Employee State Insurance Scheme and Employee Provident Fund

Note4Students

From UPSC perspective, the following things are important :

Prelims level : ESIS and EPF

Mains level : Paper 3- ESIS and EPF

The idea of welfare state

  • Covid reminds us that a modern state is a welfare state as governments worldwide launched 1,600 plus new social protection programmes in 2020.
  • Sustainable social security lies in raising India’s 138th ranking in country per-capita GDP.
  • However, on the social security schemes, there is a case for three reforms to our biggest health insurance and pension schemes:
  • These schemes are the Employee State Insurance Scheme (ESIS) and Employee Provident Fund (EPF).

Issues with ESIS

  • The Employee State Insurance Scheme (ESIS) is India’s richest and biggest health insurance scheme with 13 crore people covered and Rs 80,000 crore in cash.
  • Employers with more than 10 employees make a mandatory 4 per cent payroll deduction for employees earning up to Rs 21,000 per month.
  • Despite covering roughly 10 per cent of India’s population, a recent working paper from Dvara Research suggests high dissatisfaction.
  • The constraint is hardly resources: ESIC’s unspent reserves are larger than the Central government’s healthcare budgetary allocation.

Issues with EPF

  • EPF is India’s biggest pension scheme with a Rs 12 lakh crore corpus and 6.5 crore contributors.
  • Employers with more than 20 employees make mandatory 24 per cent payroll deductions for employees earning up to Rs 15,000 per month.
  • It only covers 10 per cent of India’s labour force and 60 per cent of accounts and 50 per cent of registered employers are inactive.
  • EPF offers poor service and pathetic technology despite employer-funded administrative costs that make it the world’s most expensive government securities mutual fund.

Updating the risk-sharing frameworks in society

  • In a book titled What We Owe Each Other: A New Social Contract, Nemat Shafik suggests updating the risk-sharing framework in societies.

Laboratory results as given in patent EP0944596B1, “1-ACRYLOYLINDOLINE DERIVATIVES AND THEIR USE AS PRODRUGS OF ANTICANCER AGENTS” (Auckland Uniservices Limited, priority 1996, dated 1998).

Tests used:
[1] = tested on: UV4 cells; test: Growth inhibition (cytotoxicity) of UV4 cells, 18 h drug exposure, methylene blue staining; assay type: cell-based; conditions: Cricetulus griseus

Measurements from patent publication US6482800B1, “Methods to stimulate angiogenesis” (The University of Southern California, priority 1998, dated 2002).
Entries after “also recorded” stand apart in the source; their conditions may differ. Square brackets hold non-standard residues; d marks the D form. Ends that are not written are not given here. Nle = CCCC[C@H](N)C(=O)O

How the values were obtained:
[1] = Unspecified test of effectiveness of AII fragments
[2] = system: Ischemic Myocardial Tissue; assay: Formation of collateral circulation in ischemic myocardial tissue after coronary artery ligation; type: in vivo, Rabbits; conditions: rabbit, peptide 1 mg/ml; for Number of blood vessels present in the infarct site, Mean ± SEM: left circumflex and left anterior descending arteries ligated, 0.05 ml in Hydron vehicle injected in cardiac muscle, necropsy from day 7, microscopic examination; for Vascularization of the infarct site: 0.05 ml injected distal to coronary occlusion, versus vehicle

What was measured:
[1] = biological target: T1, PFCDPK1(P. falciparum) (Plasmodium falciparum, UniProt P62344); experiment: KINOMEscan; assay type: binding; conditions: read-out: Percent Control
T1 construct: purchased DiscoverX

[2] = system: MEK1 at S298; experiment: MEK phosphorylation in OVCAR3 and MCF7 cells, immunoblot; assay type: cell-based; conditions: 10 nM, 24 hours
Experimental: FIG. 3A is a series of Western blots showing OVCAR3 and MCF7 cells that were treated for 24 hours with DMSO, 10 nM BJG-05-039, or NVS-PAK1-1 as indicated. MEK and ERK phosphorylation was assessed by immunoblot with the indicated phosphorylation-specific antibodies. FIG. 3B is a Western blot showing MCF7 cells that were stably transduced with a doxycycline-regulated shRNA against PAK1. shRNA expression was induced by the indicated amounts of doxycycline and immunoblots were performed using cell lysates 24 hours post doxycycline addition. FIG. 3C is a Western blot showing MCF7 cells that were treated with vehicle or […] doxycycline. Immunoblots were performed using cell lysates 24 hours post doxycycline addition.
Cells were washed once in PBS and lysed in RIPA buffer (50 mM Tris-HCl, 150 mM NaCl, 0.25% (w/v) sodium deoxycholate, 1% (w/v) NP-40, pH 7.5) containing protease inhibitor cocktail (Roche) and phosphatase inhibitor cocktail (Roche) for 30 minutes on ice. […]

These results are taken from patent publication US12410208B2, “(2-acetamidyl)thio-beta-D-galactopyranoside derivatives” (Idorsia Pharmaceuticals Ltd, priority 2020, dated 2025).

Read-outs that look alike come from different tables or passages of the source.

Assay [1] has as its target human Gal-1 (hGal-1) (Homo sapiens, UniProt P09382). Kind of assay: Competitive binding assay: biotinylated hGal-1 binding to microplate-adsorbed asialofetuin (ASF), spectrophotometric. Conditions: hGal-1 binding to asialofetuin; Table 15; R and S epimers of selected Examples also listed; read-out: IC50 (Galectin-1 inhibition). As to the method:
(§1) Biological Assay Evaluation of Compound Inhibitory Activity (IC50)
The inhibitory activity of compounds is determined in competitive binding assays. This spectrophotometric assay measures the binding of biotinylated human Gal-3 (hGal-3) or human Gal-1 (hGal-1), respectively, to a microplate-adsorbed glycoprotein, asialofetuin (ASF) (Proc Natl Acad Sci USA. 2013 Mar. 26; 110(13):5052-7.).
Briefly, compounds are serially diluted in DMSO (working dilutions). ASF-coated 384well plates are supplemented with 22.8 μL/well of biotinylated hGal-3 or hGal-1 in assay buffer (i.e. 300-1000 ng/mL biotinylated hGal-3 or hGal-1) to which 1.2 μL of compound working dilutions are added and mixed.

• This is because current structures are breaking up under the weight of changes in the role of women, longer careers, technology, globalisation, and much else.
  • She suggests a more nuanced social security redistribution across time (the piggy bank function), incomes (the Robin Hood function), and financial burden-bearing (the state, individuals, or employers).
  • In India, the answer lies in fixing the problems of EPF and ESIS.

Solution to the EPF and ESIS problems

  • Both suffer from poor coverage, high costs, unsatisfied customers, metrics confused with goals, jail provisions, excessive corruption, low expertise, rude and unaccountable staff with no fear of falling or hope of rising, and no competition.

Let’s look at possible solutions.

1) Structure

  • EPF and ESIS combine the roles of policymaker, regulator, and service provider.
  • Splitting roles is a precondition for performance because goals, strategy, and skills are different.
  • An independent policymaker horrified with only 6 lakh of India’s 6.3 crore enterprises covered would create competition.
  • An independent regulator terrified by ESIS overcharging would frown on a claims ratio of less than 75 per cent.
  • An independent service provider would invest heavily in technology, customer service, and human capital.
  • Splitting roles would lead to the following benefits:
  • 1) Competition from NPS for EPF.
  • 2) Ending VIP opt-out by merging CGHS with ESIS,
  • 3) Raising enforceability by making employee provident fund contribution voluntary.
  • 4) Improving portability by de-linking accounts from employers.
  • 5) Targeting universalisation by simultaneously ending minimum employer head-count and employee salary contribution thresholds while introducing absolute contribution caps.
  • The Health and Finance Ministry would be logical homes for ESIS and EPF policy roles.

2) Governance

  • The governing board of ESIS and EPFO have 59 and 33 members respectively.
  • Such a large group can’t have meaningful discussions, make decisions, and exercise oversight.
  • This governance deficit needs smaller boards (not more than 15), age limits, term limits, expertise, active sub-committees (HR, Investments, and technology) and real powers.

3) Leadership

  • Health and pensions need complex skills developed over time.
  • Yet, ESIS and EPF are led by generalist bureaucrats.
  • Both organisations need professional chief executives.
  • Philosopher Isaiah Berlin’s framing of the generalist vs specialist debate as hedgehogs (who know one thing) and foxes (who know many things) is important.
  • A less generalist, non-transitory, and non-cadred chief executive would create a new tone-from-the-top around performance management, technology, and service outcomes.

Conclusion

Social security — not a borrowing binge that steals from our grandchildren — can blunt structural and COVID inequality when combined with complementary policies like formalisation, financialisation, urbanisation, and better government schools. But a great place to start is three flick-of-pen, non-fiscal reforms at EPF and ESIS.

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